Construction keeps momentum
The latest three-on-three month series of construction output data has been released by the ONS, showing the construction industry maintain its momentum through 2018.
The industry has survived a very turbulent year, with meteorological, political and economic conditions bringing ups and downs for the sector. However, the latest data indicates that construction left 2018 on a high, with data showing work was up 2.1% – driven by a large increase in new work.
All new work increased by 3.4%, but this was offset slightly by a decline in all repair and maintenance, which fell by 0.4%.
Once again, residential work proved to be the jewel in the crown, as new work increased by 4.9%. While infrastructure also held its place as one of the primary drivers of construction, seeing a 6.5% increase in new work.
Construction output recorded an all-time level high in November 2018 in the chained volume measure seasonally adjusted series; as the total value of construction output exceeding £14Bn for the first time since monthly records began in 2010.
The latest series shows construction output increased by £857M in the most recent three-month period compared with June to August 2018. This growth was driven by increases in all new work, with private housing once again holding the top spot – growing by £451M, and infrastructure, which grew by £332M. Other notable growths were seen in non-housing repair and maintenance, which increased by £230M, and new public housing, which increased by £107M.
When looking at the month-on-year series, the growth of 3.0% is due primarily to a 9.5% increase in private new housing work.
In the three-month on three-month series, the 2.1% growth is driven by the strength of September and November 2018, as October 2018 showed flat growth. This growth is driven largely by increases of 4.9% in private new housing, as well as a 6.5% increase in infrastructure spending, when compared with the three-month period from June to August 2018.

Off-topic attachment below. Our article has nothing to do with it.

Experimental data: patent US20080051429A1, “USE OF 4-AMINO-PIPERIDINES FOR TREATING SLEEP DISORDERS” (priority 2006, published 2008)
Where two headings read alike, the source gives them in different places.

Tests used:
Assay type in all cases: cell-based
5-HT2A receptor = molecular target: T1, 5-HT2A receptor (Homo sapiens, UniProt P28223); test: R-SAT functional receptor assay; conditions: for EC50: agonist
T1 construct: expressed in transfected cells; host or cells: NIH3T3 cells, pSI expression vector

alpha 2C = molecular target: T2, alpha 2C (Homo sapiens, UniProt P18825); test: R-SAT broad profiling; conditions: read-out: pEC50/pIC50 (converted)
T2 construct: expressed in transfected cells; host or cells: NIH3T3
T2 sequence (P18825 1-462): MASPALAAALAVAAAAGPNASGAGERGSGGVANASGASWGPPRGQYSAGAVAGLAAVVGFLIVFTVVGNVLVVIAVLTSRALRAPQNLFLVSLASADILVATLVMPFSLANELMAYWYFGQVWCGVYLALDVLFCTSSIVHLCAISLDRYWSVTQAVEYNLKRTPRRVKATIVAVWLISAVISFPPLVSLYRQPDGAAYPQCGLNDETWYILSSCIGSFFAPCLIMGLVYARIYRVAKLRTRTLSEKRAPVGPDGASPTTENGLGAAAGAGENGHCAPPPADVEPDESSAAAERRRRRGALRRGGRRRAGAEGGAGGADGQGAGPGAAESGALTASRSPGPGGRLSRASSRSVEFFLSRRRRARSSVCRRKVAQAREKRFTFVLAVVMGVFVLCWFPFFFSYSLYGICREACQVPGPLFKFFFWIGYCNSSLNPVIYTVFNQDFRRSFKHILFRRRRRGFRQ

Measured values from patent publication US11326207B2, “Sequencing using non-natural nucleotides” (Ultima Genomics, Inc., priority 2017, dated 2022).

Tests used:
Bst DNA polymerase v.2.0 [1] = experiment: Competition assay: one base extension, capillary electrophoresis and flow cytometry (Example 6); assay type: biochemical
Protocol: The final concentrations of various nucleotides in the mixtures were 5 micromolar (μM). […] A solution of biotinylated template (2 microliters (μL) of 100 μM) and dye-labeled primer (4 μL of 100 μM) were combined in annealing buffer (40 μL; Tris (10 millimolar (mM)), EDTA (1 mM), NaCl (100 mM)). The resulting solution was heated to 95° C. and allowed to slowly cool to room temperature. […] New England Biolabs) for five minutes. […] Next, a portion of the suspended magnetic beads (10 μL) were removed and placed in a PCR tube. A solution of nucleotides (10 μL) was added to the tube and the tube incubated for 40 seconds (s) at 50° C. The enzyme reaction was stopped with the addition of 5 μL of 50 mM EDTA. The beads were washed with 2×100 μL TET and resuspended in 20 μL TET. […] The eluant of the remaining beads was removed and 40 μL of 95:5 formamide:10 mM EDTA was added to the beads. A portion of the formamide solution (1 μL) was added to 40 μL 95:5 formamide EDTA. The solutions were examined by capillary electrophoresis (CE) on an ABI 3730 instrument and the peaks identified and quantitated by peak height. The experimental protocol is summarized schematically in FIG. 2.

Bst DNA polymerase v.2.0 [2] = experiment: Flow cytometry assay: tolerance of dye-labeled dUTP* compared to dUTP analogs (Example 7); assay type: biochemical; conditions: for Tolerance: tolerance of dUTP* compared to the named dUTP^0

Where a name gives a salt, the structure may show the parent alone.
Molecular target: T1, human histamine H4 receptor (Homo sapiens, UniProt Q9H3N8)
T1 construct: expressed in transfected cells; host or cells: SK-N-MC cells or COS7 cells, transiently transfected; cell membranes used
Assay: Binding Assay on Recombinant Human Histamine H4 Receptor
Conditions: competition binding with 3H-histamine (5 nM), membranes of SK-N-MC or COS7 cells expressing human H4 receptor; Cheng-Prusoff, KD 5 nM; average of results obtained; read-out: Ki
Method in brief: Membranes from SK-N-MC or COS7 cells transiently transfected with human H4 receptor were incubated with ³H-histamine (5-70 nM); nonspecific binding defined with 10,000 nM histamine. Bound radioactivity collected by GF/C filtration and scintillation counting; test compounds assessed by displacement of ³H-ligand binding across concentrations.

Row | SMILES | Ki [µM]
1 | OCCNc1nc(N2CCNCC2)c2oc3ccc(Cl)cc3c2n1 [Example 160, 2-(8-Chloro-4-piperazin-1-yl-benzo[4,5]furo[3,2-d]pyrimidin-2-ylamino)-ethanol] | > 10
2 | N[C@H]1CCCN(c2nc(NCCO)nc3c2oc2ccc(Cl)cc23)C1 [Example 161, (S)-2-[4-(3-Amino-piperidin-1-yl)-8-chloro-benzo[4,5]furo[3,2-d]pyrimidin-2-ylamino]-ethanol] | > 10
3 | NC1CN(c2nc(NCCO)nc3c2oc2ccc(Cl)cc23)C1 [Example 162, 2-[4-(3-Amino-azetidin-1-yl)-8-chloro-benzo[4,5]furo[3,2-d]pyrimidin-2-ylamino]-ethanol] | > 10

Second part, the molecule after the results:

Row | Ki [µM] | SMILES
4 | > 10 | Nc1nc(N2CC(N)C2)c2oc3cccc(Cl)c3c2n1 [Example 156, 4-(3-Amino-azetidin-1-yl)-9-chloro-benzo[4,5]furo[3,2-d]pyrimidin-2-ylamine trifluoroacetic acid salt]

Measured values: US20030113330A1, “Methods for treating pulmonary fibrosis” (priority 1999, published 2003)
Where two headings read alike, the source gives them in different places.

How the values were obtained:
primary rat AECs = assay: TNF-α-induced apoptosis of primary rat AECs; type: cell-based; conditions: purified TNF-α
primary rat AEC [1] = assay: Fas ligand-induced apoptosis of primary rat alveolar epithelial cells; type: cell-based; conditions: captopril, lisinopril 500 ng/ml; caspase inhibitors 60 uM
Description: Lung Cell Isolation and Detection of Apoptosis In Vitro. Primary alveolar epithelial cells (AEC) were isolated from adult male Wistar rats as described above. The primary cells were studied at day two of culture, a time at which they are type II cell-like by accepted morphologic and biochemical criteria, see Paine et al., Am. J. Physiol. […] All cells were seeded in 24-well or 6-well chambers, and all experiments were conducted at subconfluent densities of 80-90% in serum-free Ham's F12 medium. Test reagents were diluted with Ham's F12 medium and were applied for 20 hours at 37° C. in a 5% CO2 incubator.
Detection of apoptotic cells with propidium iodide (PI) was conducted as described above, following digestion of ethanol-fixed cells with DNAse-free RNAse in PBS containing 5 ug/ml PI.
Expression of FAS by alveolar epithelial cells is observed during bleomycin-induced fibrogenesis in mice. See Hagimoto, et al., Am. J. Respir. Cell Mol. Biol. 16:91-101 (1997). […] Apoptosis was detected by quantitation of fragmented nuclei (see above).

Blane Perrotton, managing director of the national property consultancy and surveyors Naismiths, commented: “On a day when the GDP data revealed how weak much of Britain’s economy has become, its housebuilders provided a rare bright spot.
“Residential building isn’t just the most active sector within construction, it has become a playmaker for the wider economy.
“Its dynamism powered the construction industry to solid growth in the latter part of 2018, with output in the three months to November expanding at a brisk 2.1% – a rate the wider economy can only dream of.
“But no-one in construction is crowing. Despite its current momentum, the industry’s ability to defy Brexit headwinds is far from guaranteed. New orders are slowing and builders are painfully exposed to economic gravity.
“Labour shortages and rising material costs are slicing through margins, and cut-throat competition for tenders is forcing contractors to bid low, and sometimes painfully low, for work.
“Two words best describe the current halting growth; hope and hypoxia. Progress is being made, but the industry is being starved of the oxygen of confidence.
“Barring an unlikely, miraculous resolution to Britain’s Brexit impasse, this tortuous progress is likely to continue.”
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